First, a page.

IT DEPENDS: The Power (and Responsibility) of Hyphenates

From low-budget to high-budget films, there are filmmakers who take on multiple roles. These individuals are known as “hyphenates.”


Christopher Schiller is a NY transactional entertainment attorney who counts many independent filmmakers and writers among his diverse client base. Follow Chris on Twitter @chrisschiller.

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Purists might scoff, but doing one thing exceptionally well isn’t the only way to get ahead. In these days of ultra-low-budget productions, it might come in handy to be able to wear a couple of hats. Even high-budget forays can benefit when people understand multiple roles in what it takes to achieve the end result. These individuals even have an established nomenclature for their split personalities. They are known as “hyphenates.”

If you think about it, you are probably already familiar with some of these multitalented individuals. I’m sure you can think of a few writer/directors, writer/producers, actor/directors or actor/producers, director/editors and the like if you just think about it a bit. The moniker is relatively easy to acquire. What’s more difficult to ascertain is just how good at each of these multiple roles the individual truly is. The ability to juggle those responsibilities and tasks will impact greatly the quality of the end product. As is nearly always the case in these columns, it depends.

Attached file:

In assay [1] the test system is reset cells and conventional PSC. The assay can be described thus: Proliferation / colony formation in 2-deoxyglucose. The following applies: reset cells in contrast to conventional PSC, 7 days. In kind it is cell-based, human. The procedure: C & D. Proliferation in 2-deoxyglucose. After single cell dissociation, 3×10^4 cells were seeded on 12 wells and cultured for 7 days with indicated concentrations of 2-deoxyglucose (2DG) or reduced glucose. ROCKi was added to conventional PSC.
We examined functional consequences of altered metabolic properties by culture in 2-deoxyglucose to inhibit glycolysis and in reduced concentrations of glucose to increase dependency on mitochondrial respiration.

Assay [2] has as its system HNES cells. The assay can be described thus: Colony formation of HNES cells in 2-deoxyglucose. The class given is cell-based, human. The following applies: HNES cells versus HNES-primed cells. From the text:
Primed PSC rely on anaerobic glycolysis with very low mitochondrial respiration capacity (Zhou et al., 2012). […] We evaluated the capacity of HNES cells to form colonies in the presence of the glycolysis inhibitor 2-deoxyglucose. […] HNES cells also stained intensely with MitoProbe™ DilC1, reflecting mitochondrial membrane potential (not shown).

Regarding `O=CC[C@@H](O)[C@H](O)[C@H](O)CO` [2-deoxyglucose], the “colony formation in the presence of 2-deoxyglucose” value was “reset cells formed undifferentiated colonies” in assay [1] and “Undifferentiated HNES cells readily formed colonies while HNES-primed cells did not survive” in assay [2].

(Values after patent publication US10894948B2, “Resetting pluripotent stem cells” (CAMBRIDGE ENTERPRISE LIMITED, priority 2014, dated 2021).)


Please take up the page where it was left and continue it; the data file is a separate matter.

Hyphenates are everywhere and at every level

It’s not just the Hollywood big-budget players that get in on the hyphenate game. In actual fact, you are much more likely to find hyphenates on a low-budget indie set where you might see: cinematographer/camera operator, script supervisor/continuity, grip/electric, set photography/craft service – and that’s just on my last short film shoot. Heck my own role could have been hyphenated as writer/director/producer/editor/colorist and that’s if you just hit the highlights.

The fact that sometimes a single individual will fill multiple individual roles on a film is a very likely potential on every set. Even though guilds and unions try to discourage this practice for the roles they govern, insisting that only legitimate union/guild members fill one and only one defined job at a time to ensure the fullest employment for their members, you can still find places where those rules don’t apply (or are allowed to be bent) to get the jobs done.

But the use of hyphenated titling hasn’t always been the popular way of marking these multitasking individuals’ roles in filmmaking. Let’s go back a ways and look at where it might have started and why.

The early days of the hyphenates

Back in the days of the silent movies, even before the names for each job title was completely settled upon, you could already see some of the beginnings of the allure of the hyphenate. A great case in point is looking to the early days of the young comedic actor, Charlie Chaplin. Starting out as a successful stage and vaudeville act, his film career began with Mack Sennett at the Keystone Film Company, a famous comedy studio know for its Keystone Cops schtick. Chaplin’s talent was quickly recognized and exploited for the studio’s gain. As soon as his contract would allow Chaplin sought better opportunities and more control over his career and livelihood. Eventually he was able to become an independent producer and form his own studio to have full control over his films. He even did his own composing for the music to accompany his works.